By | Jeremy Schifeling | www.themuse.com
Tech companies routinely grace lists of the best places to work…which is great if you already work at one of these firms. But if you’re on the outside of the tech world looking in, you might start to wonder whether there’s a spot for you in there—especially if you don’t have a background in computer or data science.
As a non-coder who’s spent 10 years in the tech world, I’m thrilled to let you in on a little secret: Not only are there non-coding jobs available at tech companies, but they actually make up the majority of all jobs in this industry!
To jump-start your own tech career exploration, here’s a crash course on five roles inside tech companies that don’t require any technical expertise—plus average salaries and advice on how to take your first step into the tech world.
Average salary: $96,080
Once a tech team starts to come together, the natural next question is: “What should we build?” Since developing innovative products is at the core of the tech industry, companies are always trying to come up with great new ideas.
To lead this investigation, tech firms employ a special kind of marketing whiz—the product marketer.
While product marketers conduct lots of traditional marketing activities, including developing ads, their most important function comes earlier in the product development process. Because that’s when they go out to their audience (anyone from students to CEOs) and try to learn everything they can, asking questions like:
- What’s your biggest goal?
- What’s your most daunting challenge?
- What would help you overcome that challenge and reach your goal?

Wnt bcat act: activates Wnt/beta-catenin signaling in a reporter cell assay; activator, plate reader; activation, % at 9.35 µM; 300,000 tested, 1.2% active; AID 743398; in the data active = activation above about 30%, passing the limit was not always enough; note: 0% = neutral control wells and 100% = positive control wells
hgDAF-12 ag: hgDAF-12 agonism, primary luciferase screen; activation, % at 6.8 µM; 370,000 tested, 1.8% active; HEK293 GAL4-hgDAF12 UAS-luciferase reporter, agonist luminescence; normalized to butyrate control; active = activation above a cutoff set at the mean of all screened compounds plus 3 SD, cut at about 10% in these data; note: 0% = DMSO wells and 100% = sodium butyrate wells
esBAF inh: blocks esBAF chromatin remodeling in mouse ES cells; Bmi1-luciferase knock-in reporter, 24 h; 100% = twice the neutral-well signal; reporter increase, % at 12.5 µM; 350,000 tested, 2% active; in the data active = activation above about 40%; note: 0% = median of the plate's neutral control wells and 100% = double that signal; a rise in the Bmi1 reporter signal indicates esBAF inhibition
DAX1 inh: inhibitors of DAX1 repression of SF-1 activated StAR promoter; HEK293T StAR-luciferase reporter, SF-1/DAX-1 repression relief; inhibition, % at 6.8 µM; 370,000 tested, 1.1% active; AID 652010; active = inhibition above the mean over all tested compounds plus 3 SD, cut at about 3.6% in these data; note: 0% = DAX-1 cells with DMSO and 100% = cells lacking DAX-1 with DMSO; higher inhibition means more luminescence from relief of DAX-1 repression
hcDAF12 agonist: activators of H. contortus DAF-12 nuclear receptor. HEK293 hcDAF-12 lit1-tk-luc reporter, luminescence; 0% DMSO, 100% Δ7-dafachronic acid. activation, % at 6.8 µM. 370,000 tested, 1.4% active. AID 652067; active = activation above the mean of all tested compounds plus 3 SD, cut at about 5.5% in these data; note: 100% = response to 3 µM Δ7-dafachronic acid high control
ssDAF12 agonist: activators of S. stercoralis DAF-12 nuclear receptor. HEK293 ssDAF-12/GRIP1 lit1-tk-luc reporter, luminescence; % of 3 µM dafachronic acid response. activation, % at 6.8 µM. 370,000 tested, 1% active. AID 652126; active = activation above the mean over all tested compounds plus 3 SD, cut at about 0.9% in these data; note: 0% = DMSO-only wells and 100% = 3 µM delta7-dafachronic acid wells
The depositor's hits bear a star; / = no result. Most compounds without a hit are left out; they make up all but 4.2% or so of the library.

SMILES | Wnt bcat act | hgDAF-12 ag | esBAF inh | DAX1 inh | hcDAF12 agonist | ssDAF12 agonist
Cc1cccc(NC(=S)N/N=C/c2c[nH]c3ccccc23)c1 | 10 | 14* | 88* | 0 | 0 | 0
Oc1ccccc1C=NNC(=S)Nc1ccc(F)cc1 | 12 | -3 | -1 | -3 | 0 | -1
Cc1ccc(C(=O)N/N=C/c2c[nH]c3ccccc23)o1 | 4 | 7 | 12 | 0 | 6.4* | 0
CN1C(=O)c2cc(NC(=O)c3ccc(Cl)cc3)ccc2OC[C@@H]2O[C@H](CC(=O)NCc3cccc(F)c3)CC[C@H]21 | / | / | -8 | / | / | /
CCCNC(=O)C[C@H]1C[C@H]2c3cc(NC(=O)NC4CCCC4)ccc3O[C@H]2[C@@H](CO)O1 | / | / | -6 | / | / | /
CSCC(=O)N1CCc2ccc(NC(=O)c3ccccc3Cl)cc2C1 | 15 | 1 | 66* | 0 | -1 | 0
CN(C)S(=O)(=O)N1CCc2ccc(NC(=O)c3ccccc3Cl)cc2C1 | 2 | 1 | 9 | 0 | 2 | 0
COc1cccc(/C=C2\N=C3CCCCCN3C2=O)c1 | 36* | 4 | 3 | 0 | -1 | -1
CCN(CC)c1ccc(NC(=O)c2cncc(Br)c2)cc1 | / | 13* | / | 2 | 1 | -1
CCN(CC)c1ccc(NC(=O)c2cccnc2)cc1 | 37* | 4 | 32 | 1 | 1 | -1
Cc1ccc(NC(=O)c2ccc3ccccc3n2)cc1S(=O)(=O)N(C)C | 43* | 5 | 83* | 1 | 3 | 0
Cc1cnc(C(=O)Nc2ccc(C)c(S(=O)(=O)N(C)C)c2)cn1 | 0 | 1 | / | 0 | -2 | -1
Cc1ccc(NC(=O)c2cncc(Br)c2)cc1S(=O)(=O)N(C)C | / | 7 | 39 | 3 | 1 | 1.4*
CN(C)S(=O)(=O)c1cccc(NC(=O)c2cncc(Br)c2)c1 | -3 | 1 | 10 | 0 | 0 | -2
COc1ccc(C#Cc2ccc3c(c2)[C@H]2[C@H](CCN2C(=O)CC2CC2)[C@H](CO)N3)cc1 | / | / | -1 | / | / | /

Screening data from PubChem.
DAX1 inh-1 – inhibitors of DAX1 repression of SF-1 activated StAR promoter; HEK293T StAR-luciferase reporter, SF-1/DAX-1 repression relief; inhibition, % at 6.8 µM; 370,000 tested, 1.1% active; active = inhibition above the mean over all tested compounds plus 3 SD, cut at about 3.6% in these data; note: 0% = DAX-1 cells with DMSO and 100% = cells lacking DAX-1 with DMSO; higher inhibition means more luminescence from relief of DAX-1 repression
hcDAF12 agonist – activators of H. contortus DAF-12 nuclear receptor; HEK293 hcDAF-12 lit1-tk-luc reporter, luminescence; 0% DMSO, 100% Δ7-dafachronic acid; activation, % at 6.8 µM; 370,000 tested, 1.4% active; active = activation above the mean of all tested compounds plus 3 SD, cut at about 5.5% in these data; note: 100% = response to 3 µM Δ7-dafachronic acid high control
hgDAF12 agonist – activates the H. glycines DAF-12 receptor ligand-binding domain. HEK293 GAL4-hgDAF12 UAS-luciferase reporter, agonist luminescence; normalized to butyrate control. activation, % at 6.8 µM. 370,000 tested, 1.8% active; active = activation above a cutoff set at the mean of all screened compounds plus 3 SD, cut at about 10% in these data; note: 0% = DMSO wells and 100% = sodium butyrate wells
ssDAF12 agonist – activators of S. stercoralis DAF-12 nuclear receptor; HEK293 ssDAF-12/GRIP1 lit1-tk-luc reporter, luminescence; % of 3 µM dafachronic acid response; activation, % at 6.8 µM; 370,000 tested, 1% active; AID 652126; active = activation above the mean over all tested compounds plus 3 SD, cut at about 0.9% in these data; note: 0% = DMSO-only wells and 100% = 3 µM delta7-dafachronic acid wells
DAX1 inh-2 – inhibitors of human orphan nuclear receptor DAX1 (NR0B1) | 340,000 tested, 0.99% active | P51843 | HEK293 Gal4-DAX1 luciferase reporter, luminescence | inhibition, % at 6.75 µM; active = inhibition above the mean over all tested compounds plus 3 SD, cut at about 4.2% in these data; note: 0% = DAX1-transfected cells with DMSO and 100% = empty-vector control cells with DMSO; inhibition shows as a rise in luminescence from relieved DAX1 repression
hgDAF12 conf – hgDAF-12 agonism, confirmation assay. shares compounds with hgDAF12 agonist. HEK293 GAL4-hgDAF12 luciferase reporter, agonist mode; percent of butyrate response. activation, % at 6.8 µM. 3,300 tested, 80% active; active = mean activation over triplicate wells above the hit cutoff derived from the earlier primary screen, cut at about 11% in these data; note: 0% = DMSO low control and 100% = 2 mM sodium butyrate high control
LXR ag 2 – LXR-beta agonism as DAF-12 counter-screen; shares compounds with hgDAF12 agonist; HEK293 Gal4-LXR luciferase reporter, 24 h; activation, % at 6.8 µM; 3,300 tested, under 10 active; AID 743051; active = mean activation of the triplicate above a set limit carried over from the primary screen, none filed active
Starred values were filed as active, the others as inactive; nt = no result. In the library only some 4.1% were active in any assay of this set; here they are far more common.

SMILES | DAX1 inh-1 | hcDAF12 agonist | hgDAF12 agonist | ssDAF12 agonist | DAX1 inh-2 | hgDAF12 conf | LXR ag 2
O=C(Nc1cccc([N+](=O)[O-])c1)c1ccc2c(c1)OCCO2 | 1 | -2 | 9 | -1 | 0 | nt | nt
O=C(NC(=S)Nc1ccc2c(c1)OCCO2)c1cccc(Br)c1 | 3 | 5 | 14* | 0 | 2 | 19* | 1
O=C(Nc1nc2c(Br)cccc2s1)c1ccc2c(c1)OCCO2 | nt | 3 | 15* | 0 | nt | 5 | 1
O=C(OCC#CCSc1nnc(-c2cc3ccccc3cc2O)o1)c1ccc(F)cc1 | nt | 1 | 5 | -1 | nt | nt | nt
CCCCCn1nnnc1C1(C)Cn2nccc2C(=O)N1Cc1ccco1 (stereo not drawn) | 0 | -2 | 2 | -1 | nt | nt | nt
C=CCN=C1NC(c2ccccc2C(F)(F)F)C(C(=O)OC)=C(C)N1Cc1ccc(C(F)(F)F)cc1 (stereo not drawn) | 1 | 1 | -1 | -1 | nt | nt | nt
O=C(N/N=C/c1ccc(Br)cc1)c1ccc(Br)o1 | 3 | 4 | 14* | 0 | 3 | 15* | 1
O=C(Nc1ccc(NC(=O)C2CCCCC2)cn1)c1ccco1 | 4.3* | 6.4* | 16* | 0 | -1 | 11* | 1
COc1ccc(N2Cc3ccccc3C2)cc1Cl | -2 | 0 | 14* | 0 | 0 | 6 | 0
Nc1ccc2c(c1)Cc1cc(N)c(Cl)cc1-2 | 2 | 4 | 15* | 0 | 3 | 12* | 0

They share that information with their counterparts in product management—the more technical role that actually leads the development of new products. The goal for everyone is to start working on the next iPhone, rather than the next Fire Phone or Juicero—in other words, to make a product that customers actually want to buy!
So if you’re a great observer of human behavior, an incredible influencer of teammates, and an all-around strong marketer, product marketing just might be your way into the tech world.
Average salary: $58,205
While learning about your audience is a great start to launching a successful product, it may not be enough to guarantee a big hit. You may need to join forces with other organizations to deliver the best possible experience for your customers. That’s where business development reps come in.
Unlike a traditional salesperson who’s focused on selling, a tech business development pro is all about building a partnership. Take one of the most legendary deals in tech history as an example:
When Apple was developing the iPhone, traditional cell phone carriers imposed onerous restrictions on innovation. For example, you had to call a special number and enter your password just to listen to your voicemail. But Apple also realized that Cingular (now AT&T) needed something unique to stand out from the carrier competition. So the two companies established a business development partnership working together to roll out unique features (like Visual Voicemail) in exchange for Cingular getting exclusive access to the iPhone for the first four years. (Full disclosure: Apple is a client of The Muse.)
What makes this such a classic business development deal is that it was all about finding what each company could bring to the table that would make them both stronger.
If you’re the kind of person who loves to build new relationships, explore partnerships, and negotiate mutually valuable deals, business development could be the right fit for you.